“Creating computers that can understand human language and make intelligent decisions based on programmed reasoning skills is a more challenging computational problem than most people can appreciate”, said Georgia D. Tourassi, Director, Health Data Sciences Institute (HDSI) at Oak Ridge National Laboratory (ORNL) www.ornl.gov and Co-Principal for a research project between ORNL and the National Cancer Institute (NCI) www.cancer.gov.
She adds, “Cancer experts agree that having computational tools automatically collect key data from medical records could be a gold mine for researchers seeking to rapidly assess what is working and what is not in working in cancer care.”
When a cancer patient visits an oncologist, has a prescription filled, or gets a lab test, a record is generated. However, capturing such day-to-day cancer treatment data has proven to be elusive. Most data is recorded by doctors as free test narratives but doctors very often have their own, slightly different shorthand.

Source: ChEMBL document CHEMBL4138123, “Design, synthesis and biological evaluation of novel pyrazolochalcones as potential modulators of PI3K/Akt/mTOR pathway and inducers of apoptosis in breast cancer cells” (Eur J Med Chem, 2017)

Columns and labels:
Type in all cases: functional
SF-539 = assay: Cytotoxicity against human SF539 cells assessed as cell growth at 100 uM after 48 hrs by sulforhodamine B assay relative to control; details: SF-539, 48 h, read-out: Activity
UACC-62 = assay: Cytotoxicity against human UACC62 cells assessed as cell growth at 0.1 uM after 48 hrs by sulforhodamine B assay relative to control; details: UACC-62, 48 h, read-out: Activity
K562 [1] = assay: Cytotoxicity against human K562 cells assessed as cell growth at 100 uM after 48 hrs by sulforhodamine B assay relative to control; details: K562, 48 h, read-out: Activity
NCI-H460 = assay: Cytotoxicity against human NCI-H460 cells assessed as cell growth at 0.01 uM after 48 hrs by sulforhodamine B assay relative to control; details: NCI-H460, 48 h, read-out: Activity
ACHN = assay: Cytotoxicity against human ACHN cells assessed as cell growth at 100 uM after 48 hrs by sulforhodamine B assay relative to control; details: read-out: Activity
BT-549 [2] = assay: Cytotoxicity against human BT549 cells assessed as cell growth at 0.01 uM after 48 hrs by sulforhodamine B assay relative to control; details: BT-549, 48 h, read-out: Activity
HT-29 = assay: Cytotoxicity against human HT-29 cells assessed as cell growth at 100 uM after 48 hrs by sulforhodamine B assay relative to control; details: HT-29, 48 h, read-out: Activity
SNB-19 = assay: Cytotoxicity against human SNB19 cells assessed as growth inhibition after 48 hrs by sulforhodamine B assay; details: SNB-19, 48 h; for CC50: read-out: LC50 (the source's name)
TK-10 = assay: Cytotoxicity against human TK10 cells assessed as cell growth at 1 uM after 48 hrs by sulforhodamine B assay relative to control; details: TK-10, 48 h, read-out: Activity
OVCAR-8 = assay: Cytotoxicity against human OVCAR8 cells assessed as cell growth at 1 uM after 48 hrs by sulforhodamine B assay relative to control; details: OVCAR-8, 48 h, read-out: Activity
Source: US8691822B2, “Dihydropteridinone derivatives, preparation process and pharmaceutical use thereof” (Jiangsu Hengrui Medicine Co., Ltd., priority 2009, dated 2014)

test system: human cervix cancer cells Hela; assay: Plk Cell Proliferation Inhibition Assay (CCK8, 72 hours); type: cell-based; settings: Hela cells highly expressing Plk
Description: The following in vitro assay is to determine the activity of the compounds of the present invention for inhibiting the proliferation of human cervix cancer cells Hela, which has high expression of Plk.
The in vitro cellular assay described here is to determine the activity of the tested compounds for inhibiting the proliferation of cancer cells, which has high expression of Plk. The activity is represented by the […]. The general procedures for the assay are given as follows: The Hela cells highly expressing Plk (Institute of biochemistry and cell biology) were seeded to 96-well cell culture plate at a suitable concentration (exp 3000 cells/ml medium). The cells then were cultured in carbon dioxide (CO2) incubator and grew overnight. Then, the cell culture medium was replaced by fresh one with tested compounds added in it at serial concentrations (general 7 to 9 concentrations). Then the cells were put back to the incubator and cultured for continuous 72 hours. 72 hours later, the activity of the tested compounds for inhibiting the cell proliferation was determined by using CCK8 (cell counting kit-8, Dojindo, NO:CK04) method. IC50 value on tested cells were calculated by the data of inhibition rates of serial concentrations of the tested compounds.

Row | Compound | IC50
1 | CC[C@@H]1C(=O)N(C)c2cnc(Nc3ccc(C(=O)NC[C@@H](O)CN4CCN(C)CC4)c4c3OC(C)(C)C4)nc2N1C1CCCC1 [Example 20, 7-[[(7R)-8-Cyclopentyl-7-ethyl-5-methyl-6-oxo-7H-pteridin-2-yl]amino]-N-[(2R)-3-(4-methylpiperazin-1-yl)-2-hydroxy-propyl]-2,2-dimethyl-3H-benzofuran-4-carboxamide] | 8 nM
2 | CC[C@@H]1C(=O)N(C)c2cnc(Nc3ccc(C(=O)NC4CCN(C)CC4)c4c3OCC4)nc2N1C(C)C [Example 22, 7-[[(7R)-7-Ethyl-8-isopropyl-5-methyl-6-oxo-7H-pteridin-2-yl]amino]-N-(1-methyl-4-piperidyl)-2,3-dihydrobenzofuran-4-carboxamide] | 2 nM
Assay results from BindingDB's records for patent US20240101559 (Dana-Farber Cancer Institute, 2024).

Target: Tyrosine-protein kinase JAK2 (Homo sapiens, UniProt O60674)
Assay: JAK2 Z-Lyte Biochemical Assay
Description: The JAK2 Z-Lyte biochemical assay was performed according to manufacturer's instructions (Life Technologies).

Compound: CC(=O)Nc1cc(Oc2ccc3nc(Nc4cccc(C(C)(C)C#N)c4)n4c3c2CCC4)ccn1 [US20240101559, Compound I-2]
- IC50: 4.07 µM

“A lot of intermediate data in terms of recurrence, metastases, and treatment response isn’t currently captured in the cancer surveillance data,” reports Dr. Tourassi. “Having people capture this data manually from EHRs is not scalable. We need to monitor more people for longer periods, which is too much data for human curators. In addition, data collection is done across different clinical sites because people get care in several places”.
To further develop large scale computing, Dr. Tourassi is directing a pilot project to integrate cancer data with large scale computing. The Oak Ridge centered project will collect data nationally through the NCI’s “Surveillance, Epidemiology, and End Results” (SEER) https://seer.cancer.gov program. The goal is to track the data for cancer incidences over time and identify patterns for various populations.
Today, the pilot is working with data already collected from registries in Kentucky, Louisiana, Georgia, and Washington. Eventually, the SEER data will connect with other data sources so researchers will be able to examine costs and determine the quality of care.
Besides developing natural language tools, the team is developing scalable visual analytics for cancer surveillance data and developing large-scale computational tools to allow predictive modeling for individual patients.
In the future, high performance computing will be used to solve biomedical research questions by assembling big data, machine learning, and modeling and simulation. “We are using high performance computing to bridge the gap between precision medicine and population health” said, Dr. Tourassi.